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THE funeral games in this book make an agreeable interlude in the more serious action of the poem. Many of the incidents of these games are taken directly from the account of the funeral games of Patroclus in the twenty-third book of the Iliad. The contest of ships, however, and the equestrian exhibition, are features wholly original. The incident of the burning of the fleet, variously told, was part of the old Trojan legend.

I. interea, i.e. during the time of Dido's death. - medium iter, i.e. he is well on his way; compare aequor medium, iii. 664.

2. certus, fixed in his purpose. atros Aquilone, dark (ruffled)

with the north wind.

3. iam conlucent: the pile built ostensibly to burn the effigy of Æneas is supposed to serve for her own cremation.

4. accenderit, see § 341, d; G. 630; cf. H. 524. The clause may also be regarded as an indirect question.

5. duri, etc., but the cruel pangs of a great love betrayed, and the knowledge of what a maddened woman can attempt, lead the hearts of the Trojans into sad forebodings. Though they have no certain knowledge, yet they suspect the cause of the fire. - polluto: the word means, properly, desecrated"; here "betrayed.". amore (§ 255; G. 409;

H. 431).

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6. possit, an indirect question serving as a noun in agreement with notum. — notum, see § 292, a ; G. 667, R.2; H. 549, N.o

10. olli (§ 235, a ; G. 343, R.2 ; H. 384, 4, N.").—caeruleus imber, dark rain-cloud.

11. inhorruit, the waves grew rough with black shadows. Virgil doubtless has in mind the dark appearance of the water produced by a squall; compare atros, v. 2.

12. ipse, even the pilot himself is at a loss.

13. quianam (an archaic use of quia, cf. iv. 538), ah! why?

14. paras, have in store.

15. colligere arma, to secure the rigging, i.e. to make all tight, and prepare for the gale; perhaps a military rather than nautical phrase. — incumbere, bend to.

16. obliquat sinus, trims the sail: they had been sailing with the wind astern (aequatis velis, iv. 587), probably from the southwest, and as the wind now comes from the west, they can no longer sail on the same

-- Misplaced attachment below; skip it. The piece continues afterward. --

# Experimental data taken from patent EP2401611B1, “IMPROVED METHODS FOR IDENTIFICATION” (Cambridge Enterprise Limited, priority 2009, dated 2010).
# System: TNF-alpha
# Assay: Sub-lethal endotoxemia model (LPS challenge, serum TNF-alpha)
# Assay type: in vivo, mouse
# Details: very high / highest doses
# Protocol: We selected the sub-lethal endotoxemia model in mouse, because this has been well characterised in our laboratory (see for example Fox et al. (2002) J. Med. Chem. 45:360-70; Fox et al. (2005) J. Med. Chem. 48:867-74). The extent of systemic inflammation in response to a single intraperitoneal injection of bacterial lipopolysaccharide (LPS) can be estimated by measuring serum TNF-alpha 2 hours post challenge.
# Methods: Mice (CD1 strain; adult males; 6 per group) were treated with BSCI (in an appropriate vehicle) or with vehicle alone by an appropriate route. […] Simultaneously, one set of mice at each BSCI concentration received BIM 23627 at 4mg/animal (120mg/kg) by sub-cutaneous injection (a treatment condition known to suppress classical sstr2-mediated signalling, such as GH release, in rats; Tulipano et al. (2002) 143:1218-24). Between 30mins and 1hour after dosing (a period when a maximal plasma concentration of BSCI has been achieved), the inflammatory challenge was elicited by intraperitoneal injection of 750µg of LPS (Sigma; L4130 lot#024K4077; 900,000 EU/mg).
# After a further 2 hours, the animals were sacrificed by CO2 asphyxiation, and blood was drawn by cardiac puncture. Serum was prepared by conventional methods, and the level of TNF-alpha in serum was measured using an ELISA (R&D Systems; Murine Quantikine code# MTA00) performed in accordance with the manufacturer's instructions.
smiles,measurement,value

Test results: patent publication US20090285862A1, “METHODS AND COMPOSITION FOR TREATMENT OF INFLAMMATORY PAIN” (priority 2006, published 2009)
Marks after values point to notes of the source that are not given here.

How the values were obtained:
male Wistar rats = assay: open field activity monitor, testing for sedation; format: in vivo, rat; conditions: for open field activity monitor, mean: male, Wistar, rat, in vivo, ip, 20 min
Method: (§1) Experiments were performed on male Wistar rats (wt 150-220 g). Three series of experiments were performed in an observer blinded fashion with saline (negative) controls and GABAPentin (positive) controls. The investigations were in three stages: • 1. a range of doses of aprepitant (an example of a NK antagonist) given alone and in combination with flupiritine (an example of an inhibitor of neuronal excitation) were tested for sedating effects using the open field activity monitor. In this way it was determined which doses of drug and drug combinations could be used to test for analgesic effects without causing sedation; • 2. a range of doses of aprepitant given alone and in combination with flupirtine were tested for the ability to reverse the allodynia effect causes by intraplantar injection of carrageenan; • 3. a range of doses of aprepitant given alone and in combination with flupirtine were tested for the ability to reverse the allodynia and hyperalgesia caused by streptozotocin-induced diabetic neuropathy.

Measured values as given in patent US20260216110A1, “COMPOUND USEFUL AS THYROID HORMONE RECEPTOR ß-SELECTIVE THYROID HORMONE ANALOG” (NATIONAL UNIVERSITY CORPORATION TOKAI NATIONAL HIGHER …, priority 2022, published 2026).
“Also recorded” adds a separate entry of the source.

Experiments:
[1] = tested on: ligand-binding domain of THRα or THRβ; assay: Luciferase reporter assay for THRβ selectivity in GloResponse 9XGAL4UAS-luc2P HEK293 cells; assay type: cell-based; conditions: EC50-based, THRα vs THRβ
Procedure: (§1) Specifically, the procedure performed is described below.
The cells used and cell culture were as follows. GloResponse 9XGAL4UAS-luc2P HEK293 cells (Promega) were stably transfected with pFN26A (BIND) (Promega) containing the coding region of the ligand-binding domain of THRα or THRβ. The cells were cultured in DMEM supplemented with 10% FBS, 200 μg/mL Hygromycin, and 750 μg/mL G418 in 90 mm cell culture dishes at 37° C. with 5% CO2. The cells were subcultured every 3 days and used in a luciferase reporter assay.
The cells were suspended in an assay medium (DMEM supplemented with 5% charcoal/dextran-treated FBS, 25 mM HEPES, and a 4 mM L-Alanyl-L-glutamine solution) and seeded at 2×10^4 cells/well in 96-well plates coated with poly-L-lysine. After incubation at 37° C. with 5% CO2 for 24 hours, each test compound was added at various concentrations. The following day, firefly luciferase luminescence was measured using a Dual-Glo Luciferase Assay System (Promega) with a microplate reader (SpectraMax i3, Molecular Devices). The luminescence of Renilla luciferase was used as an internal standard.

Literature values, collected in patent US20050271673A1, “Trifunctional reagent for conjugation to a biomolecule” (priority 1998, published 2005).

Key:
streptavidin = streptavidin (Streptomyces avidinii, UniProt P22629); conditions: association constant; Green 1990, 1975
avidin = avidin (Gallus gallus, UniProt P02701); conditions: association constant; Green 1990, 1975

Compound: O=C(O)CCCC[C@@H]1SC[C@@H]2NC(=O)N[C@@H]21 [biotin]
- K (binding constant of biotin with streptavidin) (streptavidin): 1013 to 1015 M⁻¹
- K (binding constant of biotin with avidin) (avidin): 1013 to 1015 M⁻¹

course, so as to weather the gates islands. The ancients could probably only sail within seven or eight points of the wind (nearly at right angles with it). (See Fig. 102 for a representation of their style of rigging.)

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17. auctor, in its proper sense of voucher or security; here as predicate apposition (§ 184, third example; G. 324; H. 363). -spondeat, see § 307, b; G. 598; H. 509.

18. hoc caelo (§ 248; G. 401; H. 419, iii.), with this weather.

19. transversa (adverbial, § 240, a; G. 331, R.3; H. 378, 2), across

our course.

20. aer: clouds being supposed to be condensed air.

21. tantum, merely (so much as that even).

24. fraterna, of your brother, i.e. Eryx, son of Venus (§ 190).

25. rite memor, recalling correctly. — servata, before observed, i.e.

in their former voyage.

27. iamdudum, qualifying poscere.

28. flecte viam velis (§ 248; G. 403; H. 420), turn the course of your voyage. Literally, turn your course with your sails by setting them on that tack. - sit, see § 268; G. 251; H. 486, ii.

29. optem, see $311, a; compare note over $ 319; G. 602; H. 503, i. - demittere, bring into port; compare i. 381.

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32. secundi: the wind is now astern, which had been abeam before they changed their course.

35. miratus, having seen with wonder.

36. rates (hendiadys).

37. pelle: Virgil here, as in many other places, preserves the remembrance of the earlier civilization, in which skins were the common covering; compare i. 275, and Fig. 45, p. 87.

38. Criniso, the reading of most Mss., though the Greek name of the river is Crimisus. Egesta or Segesta, said the tale, was a Trojan maid whom her father had sent to Sicily, to avoid the doom of an oracle which commanded Trojan maidens to be cast to a sea-monster sent by Neptune to avenge the perfidy of Laomedon: her son by the river-god was Acestes (Egestus).

39. parentum, i.e. through whom he was akin to Æneas. 40. reduces


on their return.

gaza, store, i.e. of provisions and

42. primo, compare iii. 588 and note.

46. completur, is just closing.

49. nisi fallor: it should be remembered that the Roman calendar was extremely confused till the time of Julius Cæsar; hence it is not unnatural that Virgil should attribute a doubt on the subject to Æneas.